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Pathway in Monet`s Garden at Giverny, 1902 by Claude Monet (1840-1926, France) | Museum Quality Reproductions | WahooArt.com
Monet's paintings of his water-garden and water-lilies at Giverny occupied him for many years in the latter part of his life and were his last great work. Like the works of Turner in the final stage, they were for a long time misunderstood and unappreciated but similarly revived in esteem in the light of modern reappraisal. By the end of 1890 Monet was making enough from the sales of his pictures to buy his house at Giverny outright and soon after began improvements to the garden which included the formation of a pond from a marshy tract by damming a stream that ran into the river Epte. He had a bridge built over the pond `in Japanese taste' and his first paintings of the water-garden in a series, 1899-1900, give prominence to the bridge with water-lilies beneath and weeping willows, by that time well-grown, around it. These pictures formed a quiet beginning to what was to become an increasingly exciting enterprise.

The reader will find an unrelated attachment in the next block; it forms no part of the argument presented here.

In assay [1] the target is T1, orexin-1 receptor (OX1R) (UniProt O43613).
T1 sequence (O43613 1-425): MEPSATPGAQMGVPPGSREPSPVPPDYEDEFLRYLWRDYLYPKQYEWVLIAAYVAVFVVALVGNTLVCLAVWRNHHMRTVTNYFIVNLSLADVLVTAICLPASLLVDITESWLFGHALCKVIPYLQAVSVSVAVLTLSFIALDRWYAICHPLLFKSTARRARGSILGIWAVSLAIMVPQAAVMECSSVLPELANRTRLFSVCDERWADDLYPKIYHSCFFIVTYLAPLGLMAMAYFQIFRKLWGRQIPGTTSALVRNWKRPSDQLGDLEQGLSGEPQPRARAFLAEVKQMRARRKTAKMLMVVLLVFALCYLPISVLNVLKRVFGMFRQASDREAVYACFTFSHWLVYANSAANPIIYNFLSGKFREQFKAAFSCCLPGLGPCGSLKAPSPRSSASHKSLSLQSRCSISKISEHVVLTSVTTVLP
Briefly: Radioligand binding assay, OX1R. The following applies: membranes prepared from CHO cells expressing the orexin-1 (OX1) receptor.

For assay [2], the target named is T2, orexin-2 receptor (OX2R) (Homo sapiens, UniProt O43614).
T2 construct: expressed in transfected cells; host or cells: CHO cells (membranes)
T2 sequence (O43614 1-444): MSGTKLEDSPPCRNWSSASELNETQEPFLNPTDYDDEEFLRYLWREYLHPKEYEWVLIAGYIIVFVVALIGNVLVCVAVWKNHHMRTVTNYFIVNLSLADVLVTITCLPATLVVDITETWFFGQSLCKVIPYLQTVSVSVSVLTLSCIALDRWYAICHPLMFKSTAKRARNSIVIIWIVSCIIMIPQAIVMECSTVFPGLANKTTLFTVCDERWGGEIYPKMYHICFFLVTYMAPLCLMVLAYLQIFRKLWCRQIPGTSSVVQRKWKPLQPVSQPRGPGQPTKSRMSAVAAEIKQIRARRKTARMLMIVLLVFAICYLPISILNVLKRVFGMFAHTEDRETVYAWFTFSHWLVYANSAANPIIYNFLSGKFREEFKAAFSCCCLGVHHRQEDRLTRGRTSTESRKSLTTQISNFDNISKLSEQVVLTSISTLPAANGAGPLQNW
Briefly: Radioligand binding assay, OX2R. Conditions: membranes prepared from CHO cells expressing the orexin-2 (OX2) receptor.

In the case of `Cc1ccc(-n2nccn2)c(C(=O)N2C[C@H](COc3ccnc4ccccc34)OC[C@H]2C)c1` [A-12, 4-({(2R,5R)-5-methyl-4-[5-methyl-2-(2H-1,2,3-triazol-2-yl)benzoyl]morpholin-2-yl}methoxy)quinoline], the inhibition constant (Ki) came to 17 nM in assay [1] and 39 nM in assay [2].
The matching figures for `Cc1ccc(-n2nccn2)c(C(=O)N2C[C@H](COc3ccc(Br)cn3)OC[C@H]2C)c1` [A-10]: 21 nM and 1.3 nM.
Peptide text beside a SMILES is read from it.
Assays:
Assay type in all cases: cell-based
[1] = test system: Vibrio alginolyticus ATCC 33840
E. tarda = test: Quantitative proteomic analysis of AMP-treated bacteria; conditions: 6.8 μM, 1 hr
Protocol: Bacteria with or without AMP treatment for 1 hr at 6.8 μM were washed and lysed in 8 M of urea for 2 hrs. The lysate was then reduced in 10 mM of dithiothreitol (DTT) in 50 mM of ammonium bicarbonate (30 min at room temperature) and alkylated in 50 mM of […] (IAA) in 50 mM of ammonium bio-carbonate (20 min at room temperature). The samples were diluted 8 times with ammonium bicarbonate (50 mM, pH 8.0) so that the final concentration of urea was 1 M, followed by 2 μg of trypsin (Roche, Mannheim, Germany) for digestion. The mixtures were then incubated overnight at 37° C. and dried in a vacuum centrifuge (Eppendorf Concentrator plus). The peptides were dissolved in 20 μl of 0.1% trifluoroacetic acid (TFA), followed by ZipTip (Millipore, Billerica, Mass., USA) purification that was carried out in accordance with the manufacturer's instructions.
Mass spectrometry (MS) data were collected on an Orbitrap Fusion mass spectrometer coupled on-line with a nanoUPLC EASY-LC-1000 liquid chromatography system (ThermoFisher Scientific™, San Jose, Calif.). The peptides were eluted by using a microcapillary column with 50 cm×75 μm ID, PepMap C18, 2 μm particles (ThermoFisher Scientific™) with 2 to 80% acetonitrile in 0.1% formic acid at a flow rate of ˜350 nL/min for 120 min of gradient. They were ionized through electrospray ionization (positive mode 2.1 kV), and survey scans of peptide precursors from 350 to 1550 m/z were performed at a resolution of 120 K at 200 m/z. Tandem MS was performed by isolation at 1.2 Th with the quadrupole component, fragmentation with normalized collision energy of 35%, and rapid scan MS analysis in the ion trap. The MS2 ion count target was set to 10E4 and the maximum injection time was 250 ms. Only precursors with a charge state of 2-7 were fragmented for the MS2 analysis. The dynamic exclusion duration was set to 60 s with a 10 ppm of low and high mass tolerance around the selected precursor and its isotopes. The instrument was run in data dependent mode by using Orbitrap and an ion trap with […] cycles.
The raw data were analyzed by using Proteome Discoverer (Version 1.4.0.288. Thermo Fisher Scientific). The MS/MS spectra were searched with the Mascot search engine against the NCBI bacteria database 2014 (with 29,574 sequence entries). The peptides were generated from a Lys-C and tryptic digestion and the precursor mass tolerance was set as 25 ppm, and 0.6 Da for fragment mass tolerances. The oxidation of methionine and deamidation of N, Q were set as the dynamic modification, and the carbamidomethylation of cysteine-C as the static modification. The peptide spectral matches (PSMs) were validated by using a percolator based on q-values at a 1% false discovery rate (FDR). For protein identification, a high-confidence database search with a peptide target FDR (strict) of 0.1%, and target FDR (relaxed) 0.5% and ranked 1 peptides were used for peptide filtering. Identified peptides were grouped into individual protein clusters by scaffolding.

In the second phase of forty-eight pictures produced between 1903 and 1908, he dispensed with the bridge which had been a somewhat conventional accessory, set his angle of vision nearer to the water surface and composed his picture simply of the water-lilies and reflections in the water, with only a suggestion of trees and other vegetation on the banks in the background. The pond became a sort of magic mirror holding such amazing depth and beauty of color and variety of light as can be appreciated here. More akin to Japan in spirit that the hump-backed bridge was the decorative sense that Monet now displayed in the selection of the areas of blue and green leaf and the touches of white and red in vivid design against the deeps of color to the right and in the foreground of this painting. As the series continued Monet made modifications in his scheme of design; although he used large canvases he limited the number of plants to appear in them and increased their size. Finally he painted them from almost directly overhead, thus eliminating normal perspective, the play of light on the surface place being now the main feature. In this decorative treatment, as may be noticed in other works of the turn of the century, there came a certain suggestion of art nouveau.